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Should You Seek a Friend’s Guidance? Here a 5 Signs That the Answer Is 'Yes'

There can be some serious benefits to seeking a second opinion.

Art Credit: Ana Santl

Whether you're dealing with a breakup or deciding if you should get bangs, you're going to come to a crossroad in your life when you just need the opinion of a friend. According to a Purdue University study, there are serious benefits to getting a second opinion. Friends can help you understand your options more clearly and provide helpful perspective when you're making a difficult decision. But, as we sometimes learn the hard way, just because she is your friend doesn't mean that she is the perfect pick for guidance about your issue. So how do you choose who to go to for guidance?

01. She has been through something similar.

Who better to talk to than someone who has been through exactly what you are dealing with? She can offer advice on what you could do—and what you shouldn't do—based solely on her firsthand experience (and mistakes). So if your friend is open to divulging, take her up on it. According to one psychologist,"Research suggests that while people will resist unsolicited advice and instruction, they will follow the behaviors of others—especially when there appear to be good and reinforcing outcomes from these behaviors (or beliefs)." Translation: You can learn a lot from your friend's past behavior.

02. She has the same values.

Do your life philosophies match up? If you see the world the same way, then it's more likely that this person can offer relevant advice. Seek counsel from someone who sees things eye-to-eye, whether that be spiritually, morally, or emotionally. "Good advice is true," writes Heidi Grant Halvorson, Ph.D. And if the advice rings true to your core beliefs, this friend is probably a secure and solid source.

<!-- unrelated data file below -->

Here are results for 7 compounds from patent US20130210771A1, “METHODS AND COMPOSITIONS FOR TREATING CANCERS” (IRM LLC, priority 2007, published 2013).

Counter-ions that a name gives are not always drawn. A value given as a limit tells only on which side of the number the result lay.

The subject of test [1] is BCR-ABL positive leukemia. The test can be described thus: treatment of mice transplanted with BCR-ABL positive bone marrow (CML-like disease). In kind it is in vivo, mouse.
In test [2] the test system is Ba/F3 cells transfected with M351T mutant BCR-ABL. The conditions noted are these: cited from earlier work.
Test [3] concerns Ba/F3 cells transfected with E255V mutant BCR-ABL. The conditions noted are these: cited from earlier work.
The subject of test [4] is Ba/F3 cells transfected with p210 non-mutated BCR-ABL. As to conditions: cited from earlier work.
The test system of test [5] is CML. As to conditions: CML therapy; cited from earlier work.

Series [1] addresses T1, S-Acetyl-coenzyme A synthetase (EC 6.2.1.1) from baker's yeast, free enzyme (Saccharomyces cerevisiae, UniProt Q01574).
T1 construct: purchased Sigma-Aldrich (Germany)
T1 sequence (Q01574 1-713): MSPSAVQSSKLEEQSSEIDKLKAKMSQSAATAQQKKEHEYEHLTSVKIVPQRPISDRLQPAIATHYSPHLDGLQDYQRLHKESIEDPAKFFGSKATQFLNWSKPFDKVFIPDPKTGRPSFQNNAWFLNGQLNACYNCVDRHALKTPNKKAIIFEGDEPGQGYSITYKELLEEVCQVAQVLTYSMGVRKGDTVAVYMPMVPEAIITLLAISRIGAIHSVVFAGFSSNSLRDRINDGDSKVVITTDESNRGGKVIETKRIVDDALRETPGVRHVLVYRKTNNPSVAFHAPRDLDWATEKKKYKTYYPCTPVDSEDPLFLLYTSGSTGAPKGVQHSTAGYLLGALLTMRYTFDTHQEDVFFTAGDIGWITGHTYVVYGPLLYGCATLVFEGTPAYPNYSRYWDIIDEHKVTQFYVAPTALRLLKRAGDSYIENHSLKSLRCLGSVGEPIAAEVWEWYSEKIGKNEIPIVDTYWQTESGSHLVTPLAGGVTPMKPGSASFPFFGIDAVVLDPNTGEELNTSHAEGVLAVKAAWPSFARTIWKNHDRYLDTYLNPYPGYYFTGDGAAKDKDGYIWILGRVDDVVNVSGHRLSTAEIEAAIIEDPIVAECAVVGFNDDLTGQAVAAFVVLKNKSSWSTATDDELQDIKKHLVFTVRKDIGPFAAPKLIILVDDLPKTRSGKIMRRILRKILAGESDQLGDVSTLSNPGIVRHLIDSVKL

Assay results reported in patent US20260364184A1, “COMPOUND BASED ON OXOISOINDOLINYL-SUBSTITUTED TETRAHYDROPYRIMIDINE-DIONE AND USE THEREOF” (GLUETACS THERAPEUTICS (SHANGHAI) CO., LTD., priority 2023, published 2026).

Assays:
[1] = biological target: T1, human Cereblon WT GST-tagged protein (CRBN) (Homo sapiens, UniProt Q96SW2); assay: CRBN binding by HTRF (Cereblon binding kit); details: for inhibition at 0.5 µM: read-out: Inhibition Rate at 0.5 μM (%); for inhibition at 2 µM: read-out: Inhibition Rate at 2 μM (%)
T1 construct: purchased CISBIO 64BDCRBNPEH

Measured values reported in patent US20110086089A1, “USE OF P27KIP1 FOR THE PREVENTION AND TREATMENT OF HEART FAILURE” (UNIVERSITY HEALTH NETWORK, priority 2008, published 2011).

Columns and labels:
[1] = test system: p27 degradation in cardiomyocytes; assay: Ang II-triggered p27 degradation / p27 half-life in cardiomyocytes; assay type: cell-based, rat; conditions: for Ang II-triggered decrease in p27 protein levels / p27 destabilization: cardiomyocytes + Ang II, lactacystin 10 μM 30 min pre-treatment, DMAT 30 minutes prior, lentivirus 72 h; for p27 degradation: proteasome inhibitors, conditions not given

03. She asks you questions.

This first would require your friend to listen—intently. A friend who completely agrees with everything you are saying might not want to ruffle your feathers or fears making you upset—but if you make it clear you want her honest opinion, she should spill. Your friend should offer challenging or thought-provoking questions—ones that, you guessed it, aren't sugar-coated. Sometimes a friend is the most helpful when she tells you about options you might not have thought about already.

04. She doesn't tell you what to do.

Your friend should offer advice based on her opinion. She knows that by telling you her thoughts, you have the choice to do (or not do) what she suggests. Such is the joy of advice: You can choose to take it or leave it. If your friend gets upset with you for questioning or even (gasp!) choosing to go against her input, this should be a red flag. As Joni E. Johnston, Psy.D., explains:

"Let go of the outcome. Reassure your friend that you’ll be there for her no matter what she decides. If she makes a bad decision, let it go. Trying to rescue her would just be offering unsolicited advice and will likely do your relationship more harm than good."

05. She trusts you—because ultimately you must trust yourself.

It's up to you to make the final call and accept the outcomes of your decision. Own your power—you are your best judge! Your friend should know and encourage you in this. We often ask for advice from others because it takes some of the pressure off of ourselves. But playing the martyr or victim card will only stunt your personal growth. Regardless of how close you are with this friend, you are two different people. And that's a good thing.

So reach out to friends, but always remember that you are your best judge. Believe you can make the right call for yourself. And if not, wait. Trust that you will know when to make your move.